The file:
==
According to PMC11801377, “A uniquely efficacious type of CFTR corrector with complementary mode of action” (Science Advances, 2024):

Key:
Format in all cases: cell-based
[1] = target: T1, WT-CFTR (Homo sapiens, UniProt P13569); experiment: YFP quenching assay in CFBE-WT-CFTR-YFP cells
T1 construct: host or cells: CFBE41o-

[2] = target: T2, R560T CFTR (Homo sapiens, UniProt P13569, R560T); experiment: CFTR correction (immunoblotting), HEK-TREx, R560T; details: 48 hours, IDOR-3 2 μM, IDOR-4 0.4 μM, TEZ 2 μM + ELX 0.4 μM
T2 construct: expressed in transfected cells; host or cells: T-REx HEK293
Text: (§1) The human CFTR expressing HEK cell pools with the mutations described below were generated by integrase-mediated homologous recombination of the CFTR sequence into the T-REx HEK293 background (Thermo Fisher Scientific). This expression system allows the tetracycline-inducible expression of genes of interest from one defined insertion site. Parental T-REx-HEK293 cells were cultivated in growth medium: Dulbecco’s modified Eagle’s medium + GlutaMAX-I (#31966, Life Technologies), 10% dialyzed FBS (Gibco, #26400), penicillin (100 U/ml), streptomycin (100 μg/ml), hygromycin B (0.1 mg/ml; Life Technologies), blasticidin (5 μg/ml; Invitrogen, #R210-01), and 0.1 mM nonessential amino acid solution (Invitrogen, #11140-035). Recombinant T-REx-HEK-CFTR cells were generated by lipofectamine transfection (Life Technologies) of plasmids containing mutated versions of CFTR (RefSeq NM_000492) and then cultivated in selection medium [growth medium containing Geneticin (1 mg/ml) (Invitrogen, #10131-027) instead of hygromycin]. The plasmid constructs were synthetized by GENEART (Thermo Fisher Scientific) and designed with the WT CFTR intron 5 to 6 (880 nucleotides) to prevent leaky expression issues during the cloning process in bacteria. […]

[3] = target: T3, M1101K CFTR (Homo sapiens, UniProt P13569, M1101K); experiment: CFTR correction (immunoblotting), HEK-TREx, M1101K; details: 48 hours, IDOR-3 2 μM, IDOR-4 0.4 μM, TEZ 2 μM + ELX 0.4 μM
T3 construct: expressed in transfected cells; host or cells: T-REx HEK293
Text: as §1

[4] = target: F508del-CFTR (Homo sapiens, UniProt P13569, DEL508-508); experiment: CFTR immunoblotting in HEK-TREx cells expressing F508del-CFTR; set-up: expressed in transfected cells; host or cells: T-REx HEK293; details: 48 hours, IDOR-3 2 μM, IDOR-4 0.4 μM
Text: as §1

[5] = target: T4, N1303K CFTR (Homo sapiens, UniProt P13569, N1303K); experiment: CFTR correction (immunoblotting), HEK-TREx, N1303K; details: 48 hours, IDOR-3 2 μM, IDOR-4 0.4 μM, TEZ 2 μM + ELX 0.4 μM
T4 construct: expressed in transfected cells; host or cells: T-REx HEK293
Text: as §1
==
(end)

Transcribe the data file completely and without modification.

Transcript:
According to PMC11801377, “A uniquely efficacious type of CFTR corrector with complementary mode of action” (Science Advances, 2024):

Key:
Format in all cases: cell-based
[1] = target: T1, WT-CFTR (Homo sapiens, UniProt P13569); experiment: YFP quenching assay in CFBE-WT-CFTR-YFP cells
T1 construct: host or cells: CFBE41o-

[2] = target: T2, R560T CFTR (Homo sapiens, UniProt P13569, R560T); experiment: CFTR correction (immunoblotting), HEK-TREx, R560T; details: 48 hours, IDOR-3 2 μM, IDOR-4 0.4 μM, TEZ 2 μM + ELX 0.4 μM
T2 construct: expressed in transfected cells; host or cells: T-REx HEK293
Text: (§1) The human CFTR expressing HEK cell pools with the mutations described below were generated by integrase-mediated homologous recombination of the CFTR sequence into the T-REx HEK293 background (Thermo Fisher Scientific). This expression system allows the tetracycline-inducible expression of genes of interest from one defined insertion site. Parental T-REx-HEK293 cells were cultivated in growth medium: Dulbecco’s modified Eagle’s medium + GlutaMAX-I (#31966, Life Technologies), 10% dialyzed FBS (Gibco, #26400), penicillin (100 U/ml), streptomycin (100 μg/ml), hygromycin B (0.1 mg/ml; Life Technologies), blasticidin (5 μg/ml; Invitrogen, #R210-01), and 0.1 mM nonessential amino acid solution (Invitrogen, #11140-035). Recombinant T-REx-HEK-CFTR cells were generated by lipofectamine transfection (Life Technologies) of plasmids containing mutated versions of CFTR (RefSeq NM_000492) and then cultivated in selection medium [growth medium containing Geneticin (1 mg/ml) (Invitrogen, #10131-027) instead of hygromycin]. The plasmid constructs were synthetized by GENEART (Thermo Fisher Scientific) and designed with the WT CFTR intron 5 to 6 (880 nucleotides) to prevent leaky expression issues during the cloning process in bacteria. […]

[3] = target: T3, M1101K CFTR (Homo sapiens, UniProt P13569, M1101K); experiment: CFTR correction (immunoblotting), HEK-TREx, M1101K; details: 48 hours, IDOR-3 2 μM, IDOR-4 0.4 μM, TEZ 2 μM + ELX 0.4 μM
T3 construct: expressed in transfected cells; host or cells: T-REx HEK293
Text: as §1

[4] = target: F508del-CFTR (Homo sapiens, UniProt P13569, DEL508-508); experiment: CFTR immunoblotting in HEK-TREx cells expressing F508del-CFTR; set-up: expressed in transfected cells; host or cells: T-REx HEK293; details: 48 hours, IDOR-3 2 μM, IDOR-4 0.4 μM
Text: as §1

[5] = target: T4, N1303K CFTR (Homo sapiens, UniProt P13569, N1303K); experiment: CFTR correction (immunoblotting), HEK-TREx, N1303K; details: 48 hours, IDOR-3 2 μM, IDOR-4 0.4 μM, TEZ 2 μM + ELX 0.4 μM
T4 construct: expressed in transfected cells; host or cells: T-REx HEK293
Text: as §1